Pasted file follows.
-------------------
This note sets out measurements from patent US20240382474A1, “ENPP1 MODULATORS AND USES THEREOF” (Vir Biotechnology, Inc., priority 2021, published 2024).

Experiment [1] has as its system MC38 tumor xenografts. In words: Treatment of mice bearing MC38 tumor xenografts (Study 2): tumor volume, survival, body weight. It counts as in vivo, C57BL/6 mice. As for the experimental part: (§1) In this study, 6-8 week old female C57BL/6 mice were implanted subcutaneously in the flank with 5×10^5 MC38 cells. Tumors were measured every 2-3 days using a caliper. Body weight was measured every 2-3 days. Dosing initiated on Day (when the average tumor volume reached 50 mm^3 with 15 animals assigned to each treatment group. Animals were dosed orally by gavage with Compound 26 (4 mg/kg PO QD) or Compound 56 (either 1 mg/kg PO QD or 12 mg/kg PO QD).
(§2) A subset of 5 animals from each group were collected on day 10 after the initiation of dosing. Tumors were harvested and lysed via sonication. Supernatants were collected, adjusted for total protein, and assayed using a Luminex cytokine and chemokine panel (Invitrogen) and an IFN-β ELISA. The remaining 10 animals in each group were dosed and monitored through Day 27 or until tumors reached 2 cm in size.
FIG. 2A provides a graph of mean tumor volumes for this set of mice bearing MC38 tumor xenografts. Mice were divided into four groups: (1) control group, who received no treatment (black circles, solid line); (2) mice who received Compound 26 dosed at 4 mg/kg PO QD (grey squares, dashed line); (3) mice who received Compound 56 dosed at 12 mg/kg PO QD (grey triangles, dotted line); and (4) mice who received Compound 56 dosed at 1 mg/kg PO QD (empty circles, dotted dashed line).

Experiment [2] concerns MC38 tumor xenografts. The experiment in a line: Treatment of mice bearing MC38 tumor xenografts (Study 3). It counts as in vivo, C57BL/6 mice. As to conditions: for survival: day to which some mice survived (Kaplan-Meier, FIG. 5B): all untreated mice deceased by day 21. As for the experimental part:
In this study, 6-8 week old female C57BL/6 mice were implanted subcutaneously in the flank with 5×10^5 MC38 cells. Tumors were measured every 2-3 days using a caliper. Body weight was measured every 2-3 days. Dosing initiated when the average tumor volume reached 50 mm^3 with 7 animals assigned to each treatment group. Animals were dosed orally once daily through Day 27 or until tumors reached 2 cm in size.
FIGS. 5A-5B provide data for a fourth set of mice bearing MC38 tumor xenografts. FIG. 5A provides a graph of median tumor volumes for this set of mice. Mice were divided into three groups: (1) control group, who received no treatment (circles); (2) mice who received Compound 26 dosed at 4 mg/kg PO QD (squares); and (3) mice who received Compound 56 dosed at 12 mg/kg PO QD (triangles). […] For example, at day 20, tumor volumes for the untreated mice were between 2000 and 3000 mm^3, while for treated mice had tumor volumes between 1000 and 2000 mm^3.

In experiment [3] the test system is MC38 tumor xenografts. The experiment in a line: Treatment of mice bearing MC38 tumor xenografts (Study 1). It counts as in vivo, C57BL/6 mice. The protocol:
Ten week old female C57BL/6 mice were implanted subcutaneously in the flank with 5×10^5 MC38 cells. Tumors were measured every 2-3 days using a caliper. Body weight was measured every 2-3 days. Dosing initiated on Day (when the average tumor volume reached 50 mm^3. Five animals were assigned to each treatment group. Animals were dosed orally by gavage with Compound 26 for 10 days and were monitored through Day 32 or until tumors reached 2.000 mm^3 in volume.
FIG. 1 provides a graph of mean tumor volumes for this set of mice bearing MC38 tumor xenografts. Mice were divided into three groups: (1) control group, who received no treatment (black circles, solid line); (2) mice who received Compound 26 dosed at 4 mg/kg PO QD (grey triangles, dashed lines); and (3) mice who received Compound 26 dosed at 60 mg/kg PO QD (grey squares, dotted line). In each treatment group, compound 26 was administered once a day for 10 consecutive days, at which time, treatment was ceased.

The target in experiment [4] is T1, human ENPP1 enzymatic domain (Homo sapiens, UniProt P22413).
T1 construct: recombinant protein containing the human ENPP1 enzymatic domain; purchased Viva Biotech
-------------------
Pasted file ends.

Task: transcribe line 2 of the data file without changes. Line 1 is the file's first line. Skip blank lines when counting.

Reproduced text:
Experiment [1] has as its system MC38 tumor xenografts. In words: Treatment of mice bearing MC38 tumor xenografts (Study 2): tumor volume, survival, body weight. It counts as in vivo, C57BL/6 mice. As for the experimental part: (§1) In this study, 6-8 week old female C57BL/6 mice were implanted subcutaneously in the flank with 5×10^5 MC38 cells. Tumors were measured every 2-3 days using a caliper. Body weight was measured every 2-3 days. Dosing initiated on Day (when the average tumor volume reached 50 mm^3 with 15 animals assigned to each treatment group. Animals were dosed orally by gavage with Compound 26 (4 mg/kg PO QD) or Compound 56 (either 1 mg/kg PO QD or 12 mg/kg PO QD).